Kelo v. New London is Coming to the Big Screen as the Little Pink House

ReasonTV’s Nick Gillespie sat down with writer/director Courtney Moorehead Balaker to discuss the adaptation of Jeff Benedict’s book Little Pink House into a major motion picture scheduled to begin filming this fall. It’s been 10 years since the SCOTUS decision decided in favor of the city of New London over homeowner Susette Kelo in an eminent domain abuse case that sent shockwaves throughout the country.

See the interview below and read more here.


Sin City’s Not-So-Triumphant Return

unnamedIn an interview on Sin City: A Dame to Kill For, Robert Rodriguez revealed his desire to have the final product be more of a graphic novel than a film. In theory, this idea is fine. In practice, it conjures up the tireless shuffling on whether book-to-film adaptations always favor books or films or neither. There is a precedent for the successful graphic novel-to-film jump: Rodriguez is fresh off the recent success of the first Sin City. And by recent, I mean 2005. A lot can happen in how we view narratives in that time (a lot did happen) and pretty soon what was novel is now not. Because of the relative uniqueness and the films it influenced (Renaissance, anyone?), this issue is especially pertinent for a film like Sin City. Most of the characters in both Sin City and this year’s Sin City 2 remind you the city never changes. Ten years later, it hasn’t changed. That’s not a good thing.

Following with the same spectacular visuals and anthology format as the first movie, this film is divided into three smaller stories following Marv (Mickey Rourke) and Nancy (Jessica Alba); Johnny (Joseph Gordon-Levitt); and Dwight McCarthy (Josh Brolin) and Ava Lord (Eva Green). Getting into the details of each story wouldn’t be fair here so I will say this: they all chronicle betrayal, gritty redemption, and reluctant vendettas. They are variations on a theme. Of course lots of blood, booze, sex and, well, sin fill in the gaps.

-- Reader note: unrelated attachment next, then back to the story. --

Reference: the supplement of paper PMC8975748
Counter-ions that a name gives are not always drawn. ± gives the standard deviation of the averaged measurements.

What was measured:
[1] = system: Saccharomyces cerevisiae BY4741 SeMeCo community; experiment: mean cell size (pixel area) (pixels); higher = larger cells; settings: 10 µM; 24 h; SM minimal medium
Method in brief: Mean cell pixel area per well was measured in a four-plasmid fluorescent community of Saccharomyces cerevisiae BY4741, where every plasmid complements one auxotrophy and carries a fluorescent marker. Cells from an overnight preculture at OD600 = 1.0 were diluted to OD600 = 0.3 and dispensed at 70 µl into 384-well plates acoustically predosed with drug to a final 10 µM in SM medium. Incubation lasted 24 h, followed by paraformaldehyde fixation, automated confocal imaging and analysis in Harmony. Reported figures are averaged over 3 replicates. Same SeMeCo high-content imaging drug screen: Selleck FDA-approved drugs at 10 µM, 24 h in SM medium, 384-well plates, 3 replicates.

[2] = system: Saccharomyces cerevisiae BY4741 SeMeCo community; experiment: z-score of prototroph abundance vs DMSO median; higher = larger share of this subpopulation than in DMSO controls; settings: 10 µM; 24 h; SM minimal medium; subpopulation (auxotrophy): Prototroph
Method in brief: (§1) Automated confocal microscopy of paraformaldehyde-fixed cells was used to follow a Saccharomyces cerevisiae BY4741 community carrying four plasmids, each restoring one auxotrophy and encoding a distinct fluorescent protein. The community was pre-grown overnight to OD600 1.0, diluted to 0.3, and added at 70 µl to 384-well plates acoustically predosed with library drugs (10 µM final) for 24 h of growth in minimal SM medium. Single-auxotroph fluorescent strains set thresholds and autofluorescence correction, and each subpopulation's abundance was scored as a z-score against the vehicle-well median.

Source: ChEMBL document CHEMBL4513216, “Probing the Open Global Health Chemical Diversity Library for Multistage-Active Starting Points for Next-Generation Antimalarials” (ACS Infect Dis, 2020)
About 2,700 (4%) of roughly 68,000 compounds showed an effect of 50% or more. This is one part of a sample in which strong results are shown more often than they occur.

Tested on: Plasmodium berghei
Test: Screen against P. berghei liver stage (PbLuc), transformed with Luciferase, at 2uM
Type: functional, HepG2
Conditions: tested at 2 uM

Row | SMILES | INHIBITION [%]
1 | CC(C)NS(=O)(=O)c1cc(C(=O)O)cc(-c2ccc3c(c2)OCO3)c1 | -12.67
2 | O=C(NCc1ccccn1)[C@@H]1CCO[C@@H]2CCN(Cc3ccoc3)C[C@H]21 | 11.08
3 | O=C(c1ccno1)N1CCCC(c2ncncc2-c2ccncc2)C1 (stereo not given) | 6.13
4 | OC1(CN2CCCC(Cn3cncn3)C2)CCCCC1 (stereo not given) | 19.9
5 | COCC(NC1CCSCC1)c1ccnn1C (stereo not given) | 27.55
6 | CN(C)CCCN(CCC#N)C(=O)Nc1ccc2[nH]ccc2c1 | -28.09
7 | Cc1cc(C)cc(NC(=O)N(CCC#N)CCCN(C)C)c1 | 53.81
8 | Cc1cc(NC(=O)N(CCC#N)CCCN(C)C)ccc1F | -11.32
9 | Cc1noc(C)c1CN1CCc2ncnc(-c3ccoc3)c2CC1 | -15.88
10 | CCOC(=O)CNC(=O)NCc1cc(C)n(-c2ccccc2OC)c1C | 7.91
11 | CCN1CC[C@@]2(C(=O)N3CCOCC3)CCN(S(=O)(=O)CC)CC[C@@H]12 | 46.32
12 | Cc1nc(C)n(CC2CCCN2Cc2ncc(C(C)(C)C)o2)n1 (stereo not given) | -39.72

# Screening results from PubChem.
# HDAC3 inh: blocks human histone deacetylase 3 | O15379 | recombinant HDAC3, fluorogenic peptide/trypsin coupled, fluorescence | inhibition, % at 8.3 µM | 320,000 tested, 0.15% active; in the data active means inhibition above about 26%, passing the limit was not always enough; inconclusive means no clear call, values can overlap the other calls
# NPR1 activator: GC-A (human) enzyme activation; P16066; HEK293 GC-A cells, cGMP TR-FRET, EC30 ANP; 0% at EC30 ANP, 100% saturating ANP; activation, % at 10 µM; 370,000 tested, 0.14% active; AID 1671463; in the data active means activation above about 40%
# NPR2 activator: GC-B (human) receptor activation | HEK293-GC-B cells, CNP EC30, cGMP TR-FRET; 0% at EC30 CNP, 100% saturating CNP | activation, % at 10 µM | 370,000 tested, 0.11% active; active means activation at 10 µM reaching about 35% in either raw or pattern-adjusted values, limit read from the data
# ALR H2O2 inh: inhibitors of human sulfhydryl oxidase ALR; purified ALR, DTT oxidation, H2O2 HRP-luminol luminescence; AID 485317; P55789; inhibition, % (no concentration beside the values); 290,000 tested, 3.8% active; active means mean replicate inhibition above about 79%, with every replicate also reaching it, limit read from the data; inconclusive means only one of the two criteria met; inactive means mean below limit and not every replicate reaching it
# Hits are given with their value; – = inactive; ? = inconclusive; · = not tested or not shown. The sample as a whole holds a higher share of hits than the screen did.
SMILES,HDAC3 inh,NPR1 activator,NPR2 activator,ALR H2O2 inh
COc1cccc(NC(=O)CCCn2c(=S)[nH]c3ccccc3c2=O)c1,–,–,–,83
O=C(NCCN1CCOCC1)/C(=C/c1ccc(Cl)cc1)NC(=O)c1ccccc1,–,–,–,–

The problems start with the stories. They never really connect the way other anthology movies have-the city or “a dame to kill for” hardly cut it as the overarching theme-and so the whole package is confusing. Why now? This is the question with which I’m left. Why do these misfits and losers decide to tackle the seediest players in town at this point in their lives? What makes them snap? The three main stories following the three dames are arranged so that any answer we might come up with is never satisfying. Part of the blame lies with the actors. All the females play a variation on the sultry, sexy temptress and all the males play a variation on the cool, pained killer. This is a race to the bottom (or a race to the top, depending on your optimism) to see which actor works this monochromed archetype the best.

unnamedOn the ladies’ side, the answer is decidedly not Eva Green. Her most serious and intimate scenes, threaded by an accent intent on masking the small bird lodged in her throat, had me on the verge of laughter. Normally, I think she’s a great actress (Vesper’s dead-on counterpoint to Bond’s machismo is one of the biggest reasons I loved Casino Royale). This time, she phones it in. Part of me thinks she felt her nude scenes would drive the action. And there are a lot: it seems her topless torso had as much screen time as Joseph Gordon-Levitt. No matter how lovingly the filmmakers light and shoot it, skin is not character or good writing.